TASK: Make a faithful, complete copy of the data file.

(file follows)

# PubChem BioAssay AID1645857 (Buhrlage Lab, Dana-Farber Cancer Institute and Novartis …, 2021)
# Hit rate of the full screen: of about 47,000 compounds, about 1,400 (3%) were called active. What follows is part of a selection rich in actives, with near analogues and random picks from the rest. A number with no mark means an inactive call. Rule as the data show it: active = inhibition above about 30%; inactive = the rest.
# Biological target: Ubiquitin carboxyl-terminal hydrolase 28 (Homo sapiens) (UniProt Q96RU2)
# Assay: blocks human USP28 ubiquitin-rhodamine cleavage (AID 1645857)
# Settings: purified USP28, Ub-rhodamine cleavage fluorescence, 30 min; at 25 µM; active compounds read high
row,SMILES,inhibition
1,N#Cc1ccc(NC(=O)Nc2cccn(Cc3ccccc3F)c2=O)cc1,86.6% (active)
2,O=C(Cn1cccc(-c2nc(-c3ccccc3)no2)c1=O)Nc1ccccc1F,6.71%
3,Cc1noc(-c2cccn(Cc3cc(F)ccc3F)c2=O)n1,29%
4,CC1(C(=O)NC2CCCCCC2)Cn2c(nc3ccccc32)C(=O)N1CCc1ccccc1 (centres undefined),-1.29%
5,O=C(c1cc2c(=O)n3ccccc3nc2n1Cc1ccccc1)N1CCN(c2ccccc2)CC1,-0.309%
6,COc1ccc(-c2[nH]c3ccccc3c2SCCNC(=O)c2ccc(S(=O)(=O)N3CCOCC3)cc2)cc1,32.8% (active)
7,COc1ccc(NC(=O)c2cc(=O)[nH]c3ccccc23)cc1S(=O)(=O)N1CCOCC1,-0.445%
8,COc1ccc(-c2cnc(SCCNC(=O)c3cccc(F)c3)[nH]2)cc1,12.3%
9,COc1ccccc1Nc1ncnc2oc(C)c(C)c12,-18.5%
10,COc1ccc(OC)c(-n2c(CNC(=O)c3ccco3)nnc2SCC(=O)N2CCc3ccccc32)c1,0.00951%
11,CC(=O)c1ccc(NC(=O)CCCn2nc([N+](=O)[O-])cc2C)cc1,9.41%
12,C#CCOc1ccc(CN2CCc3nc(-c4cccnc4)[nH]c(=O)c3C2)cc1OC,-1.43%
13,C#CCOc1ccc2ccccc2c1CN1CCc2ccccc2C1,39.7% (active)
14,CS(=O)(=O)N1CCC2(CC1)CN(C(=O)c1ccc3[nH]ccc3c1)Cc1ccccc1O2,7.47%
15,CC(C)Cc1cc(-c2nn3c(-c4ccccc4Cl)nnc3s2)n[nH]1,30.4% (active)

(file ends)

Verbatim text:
# PubChem BioAssay AID1645857 (Buhrlage Lab, Dana-Farber Cancer Institute and Novartis …, 2021)
# Hit rate of the full screen: of about 47,000 compounds, about 1,400 (3%) were called active. What follows is part of a selection rich in actives, with near analogues and random picks from the rest. A number with no mark means an inactive call. Rule as the data show it: active = inhibition above about 30%; inactive = the rest.
# Biological target: Ubiquitin carboxyl-terminal hydrolase 28 (Homo sapiens) (UniProt Q96RU2)
# Assay: blocks human USP28 ubiquitin-rhodamine cleavage (AID 1645857)
# Settings: purified USP28, Ub-rhodamine cleavage fluorescence, 30 min; at 25 µM; active compounds read high
row,SMILES,inhibition
1,N#Cc1ccc(NC(=O)Nc2cccn(Cc3ccccc3F)c2=O)cc1,86.6% (active)
2,O=C(Cn1cccc(-c2nc(-c3ccccc3)no2)c1=O)Nc1ccccc1F,6.71%
3,Cc1noc(-c2cccn(Cc3cc(F)ccc3F)c2=O)n1,29%
4,CC1(C(=O)NC2CCCCCC2)Cn2c(nc3ccccc32)C(=O)N1CCc1ccccc1 (centres undefined),-1.29%
5,O=C(c1cc2c(=O)n3ccccc3nc2n1Cc1ccccc1)N1CCN(c2ccccc2)CC1,-0.309%
6,COc1ccc(-c2[nH]c3ccccc3c2SCCNC(=O)c2ccc(S(=O)(=O)N3CCOCC3)cc2)cc1,32.8% (active)
7,COc1ccc(NC(=O)c2cc(=O)[nH]c3ccccc23)cc1S(=O)(=O)N1CCOCC1,-0.445%
8,COc1ccc(-c2cnc(SCCNC(=O)c3cccc(F)c3)[nH]2)cc1,12.3%
9,COc1ccccc1Nc1ncnc2oc(C)c(C)c12,-18.5%
10,COc1ccc(OC)c(-n2c(CNC(=O)c3ccco3)nnc2SCC(=O)N2CCc3ccccc32)c1,0.00951%
11,CC(=O)c1ccc(NC(=O)CCCn2nc([N+](=O)[O-])cc2C)cc1,9.41%
12,C#CCOc1ccc(CN2CCc3nc(-c4cccnc4)[nH]c(=O)c3C2)cc1OC,-1.43%
13,C#CCOc1ccc2ccccc2c1CN1CCc2ccccc2C1,39.7% (active)
14,CS(=O)(=O)N1CCC2(CC1)CN(C(=O)c1ccc3[nH]ccc3c1)Cc1ccccc1O2,7.47%
15,CC(C)Cc1cc(-c2nn3c(-c4ccccc4Cl)nnc3s2)n[nH]1,30.4% (active)